Robert J. Sawyer

Hugo and Nebula Award-Winning Science Fiction Writer

Talking Turkey (4 of 4)

by Rob - February 10th, 2009.
Filed under: Interviews, Turkey.

As a lead-up to my trip to Istanbul, I did four quick-and-dirty by-email interviews for Turkish newspapers, wire services, and magazines. The deadlines on these were so tight that I just had to bang out my answers without having a chance to compose my thoughts or edit my responses — so don’t expect me to defend to the death anything I say in them. :)

Here’s the fourth of those four interviews.

1. What went wrong with yesterday’s science-fictional predictions for the 21st century?

Science fiction failed in several ways in its predictions for the 21st century. It predicted a secular 21st century, and we have anything but that. It predicted rampant consumerism and a throwaway society (disposable clothes and so on), without considering the environmental impact. It predicted that price would be no object — we would build cities on the moon, and so forth, simply because we could, without thinking about the economics of that (simply put, science-fiction writers thought everyone would think it was plainly obvious that we should go into space, when, in fact, to most people the case for that has not been made). And it predicted that international competition, instead of international cooperation, would by the driving force behind the economy. Most science-fiction writers saw the US-Soviet Cold War continuing well into this century, and few, if any, saw the emergence of anything like he European Union. Ultimately, humanity is a cooperative animal, but that fundamental truth was missed in most SF.

2. Does today’s economic meltdown promise an upcoming green world?

It doesn’t promise it, but it suggests that it’s possible. With old systems collapsing, we have an opportunity to redefine how we do business. Certainly, we need to reduce our carbon emissions, and President Obama, for instance, has already called for new legislation in the United States to require cleaner automobiles — he’s doing the right thing in recognizing that right now, while we’re rebuilding industries, is the time to set new environmentally friendly ground rules.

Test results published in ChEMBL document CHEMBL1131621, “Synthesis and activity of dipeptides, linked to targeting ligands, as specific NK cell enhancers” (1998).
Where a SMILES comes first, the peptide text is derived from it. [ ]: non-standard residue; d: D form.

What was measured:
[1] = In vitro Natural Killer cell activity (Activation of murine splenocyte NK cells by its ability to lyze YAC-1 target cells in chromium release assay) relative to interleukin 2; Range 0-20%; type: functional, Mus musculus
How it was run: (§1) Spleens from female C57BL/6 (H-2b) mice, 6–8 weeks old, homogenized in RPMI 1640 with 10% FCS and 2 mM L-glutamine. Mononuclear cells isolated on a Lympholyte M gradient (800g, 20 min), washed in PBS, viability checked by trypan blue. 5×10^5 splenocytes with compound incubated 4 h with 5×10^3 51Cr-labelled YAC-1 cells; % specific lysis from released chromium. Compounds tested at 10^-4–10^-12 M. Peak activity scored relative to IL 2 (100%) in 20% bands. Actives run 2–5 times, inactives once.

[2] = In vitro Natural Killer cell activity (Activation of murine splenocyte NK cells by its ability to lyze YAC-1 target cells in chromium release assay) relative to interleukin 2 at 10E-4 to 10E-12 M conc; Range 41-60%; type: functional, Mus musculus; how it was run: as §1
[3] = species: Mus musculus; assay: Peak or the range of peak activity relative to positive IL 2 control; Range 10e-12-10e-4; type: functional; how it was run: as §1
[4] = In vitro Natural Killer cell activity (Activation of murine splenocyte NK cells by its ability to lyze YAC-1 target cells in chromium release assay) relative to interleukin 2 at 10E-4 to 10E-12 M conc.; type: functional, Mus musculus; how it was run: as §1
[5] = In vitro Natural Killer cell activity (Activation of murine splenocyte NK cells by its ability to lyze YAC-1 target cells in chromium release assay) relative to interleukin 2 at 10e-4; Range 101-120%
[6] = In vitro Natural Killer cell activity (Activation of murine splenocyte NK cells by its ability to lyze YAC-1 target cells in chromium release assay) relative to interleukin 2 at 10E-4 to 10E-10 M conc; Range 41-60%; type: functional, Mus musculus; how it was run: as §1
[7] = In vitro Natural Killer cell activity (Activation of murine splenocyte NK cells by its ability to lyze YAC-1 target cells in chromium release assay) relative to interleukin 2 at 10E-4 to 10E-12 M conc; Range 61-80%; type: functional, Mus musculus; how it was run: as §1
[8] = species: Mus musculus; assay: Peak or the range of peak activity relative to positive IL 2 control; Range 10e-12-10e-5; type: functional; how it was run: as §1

3. What will determine which managers and government figures will thrive in the future?

The equation is backwards: the lesson to be learned from the current economic crisis is that government leaders who only care whether they themselves thrive are doomed, and corporate managers who only care whether they themselves thrive are doomed. Managers and government figures are custodians of trust: if you are seen as being in it only for yourself, you will quite likely have a spectacular fall; if you are seen as being in it for the good of the company you work for — its customers, its employees, and its shareholders, all three not just the last — — your company will succeed, and you will succeed along with it. Same thing for a nation: Bush-Cheney clearly served only a narrow, rich portion of the US; Obama-Biden has embarked on the path of serving everyone — if they really mean that, and really do that, they will ultimately thrive in ways that their predecessors could only dream of.

4. Would you name any probable ‘ultimate survivors’ — either corporate bodies or countries — of the post-crisis era?

Google has a corporate slogan: “Don’t be evil.” That’s the motto all corporations should adopt for the 21st century. The days when you can say one thing to your customers and another to your shareholders are past. Google hasn’t always lived up to its slogan, but just consider the worldwide adoration that Google enjoys and the worldwide animosity toward Microsoft: both are in fact quite aggressive — even rapacious — companies, but one is seen as being responsive, at least to some degree, to public concerns, while the other is seen — as the continuing EU sanctions against it attest — as thinking of itself as above the law. We’ve seen in the US of late what happens in unfettered free markets; there is a role for government regulation and oversight; those nations that recognize that role will ultimately succeed, those who allow greed to be the prime motivation will fail. But even without oversight, the public image that Google and companies like it put forward — we’re in this to be the best — will triumph over those companies perceived as only being in it to become the richest.

The Robert J. Sawyer Web Site

Leave a Reply